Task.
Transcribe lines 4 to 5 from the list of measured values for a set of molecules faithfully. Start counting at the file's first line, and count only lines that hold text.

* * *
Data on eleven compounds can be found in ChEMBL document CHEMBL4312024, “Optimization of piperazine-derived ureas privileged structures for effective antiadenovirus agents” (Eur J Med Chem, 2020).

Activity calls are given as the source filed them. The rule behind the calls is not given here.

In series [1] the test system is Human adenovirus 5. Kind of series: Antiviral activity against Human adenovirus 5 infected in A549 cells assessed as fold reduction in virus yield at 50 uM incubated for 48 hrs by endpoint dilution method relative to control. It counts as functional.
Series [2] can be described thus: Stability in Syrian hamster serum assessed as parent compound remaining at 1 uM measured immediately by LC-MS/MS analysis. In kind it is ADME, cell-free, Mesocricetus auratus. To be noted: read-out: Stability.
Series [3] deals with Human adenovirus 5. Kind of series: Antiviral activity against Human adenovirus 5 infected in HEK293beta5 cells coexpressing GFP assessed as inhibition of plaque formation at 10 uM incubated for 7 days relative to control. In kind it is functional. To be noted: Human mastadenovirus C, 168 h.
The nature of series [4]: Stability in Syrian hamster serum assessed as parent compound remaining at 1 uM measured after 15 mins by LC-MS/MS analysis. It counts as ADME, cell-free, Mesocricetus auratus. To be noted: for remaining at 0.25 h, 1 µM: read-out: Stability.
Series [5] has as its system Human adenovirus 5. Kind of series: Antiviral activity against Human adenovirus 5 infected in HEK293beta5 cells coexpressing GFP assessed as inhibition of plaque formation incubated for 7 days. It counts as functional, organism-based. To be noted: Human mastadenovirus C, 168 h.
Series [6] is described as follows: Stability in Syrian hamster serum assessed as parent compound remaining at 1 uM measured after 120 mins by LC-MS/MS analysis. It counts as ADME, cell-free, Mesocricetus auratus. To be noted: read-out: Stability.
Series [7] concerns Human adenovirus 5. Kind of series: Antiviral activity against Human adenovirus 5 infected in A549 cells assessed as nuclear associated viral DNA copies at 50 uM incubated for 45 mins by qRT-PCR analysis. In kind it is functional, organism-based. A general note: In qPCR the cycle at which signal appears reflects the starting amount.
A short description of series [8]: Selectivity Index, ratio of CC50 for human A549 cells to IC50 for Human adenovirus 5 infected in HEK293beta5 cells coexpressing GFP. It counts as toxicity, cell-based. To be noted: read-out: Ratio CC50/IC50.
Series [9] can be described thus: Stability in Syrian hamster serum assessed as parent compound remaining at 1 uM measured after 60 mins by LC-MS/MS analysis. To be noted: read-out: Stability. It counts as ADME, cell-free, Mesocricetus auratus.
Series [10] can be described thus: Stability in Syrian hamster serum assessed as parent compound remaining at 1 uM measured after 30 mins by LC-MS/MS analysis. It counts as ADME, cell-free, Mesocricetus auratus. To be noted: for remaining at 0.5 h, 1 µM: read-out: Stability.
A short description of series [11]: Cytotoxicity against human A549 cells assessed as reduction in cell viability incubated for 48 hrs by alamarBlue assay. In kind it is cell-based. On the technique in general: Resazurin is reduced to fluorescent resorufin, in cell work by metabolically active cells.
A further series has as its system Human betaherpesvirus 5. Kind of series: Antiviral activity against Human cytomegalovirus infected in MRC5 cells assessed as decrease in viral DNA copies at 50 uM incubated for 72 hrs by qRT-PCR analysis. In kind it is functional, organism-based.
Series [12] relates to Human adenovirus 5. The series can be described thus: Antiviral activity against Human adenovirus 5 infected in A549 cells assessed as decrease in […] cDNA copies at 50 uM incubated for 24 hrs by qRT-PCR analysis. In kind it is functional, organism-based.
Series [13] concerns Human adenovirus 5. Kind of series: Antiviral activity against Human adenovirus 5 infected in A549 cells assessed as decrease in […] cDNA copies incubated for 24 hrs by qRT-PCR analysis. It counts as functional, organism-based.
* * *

Series [2] can be described thus: Stability in Syrian hamster serum assessed as parent compound remaining at 1 uM measured immediately by LC-MS/MS analysis. In kind it is ADME, cell-free, Mesocricetus auratus. To be noted: read-out: Stability.
Series [3] deals with Human adenovirus 5. Kind of series: Antiviral activity against Human adenovirus 5 infected in HEK293beta5 cells coexpressing GFP assessed as inhibition of plaque formation at 10 uM incubated for 7 days relative to control. In kind it is functional. To be noted: Human mastadenovirus C, 168 h.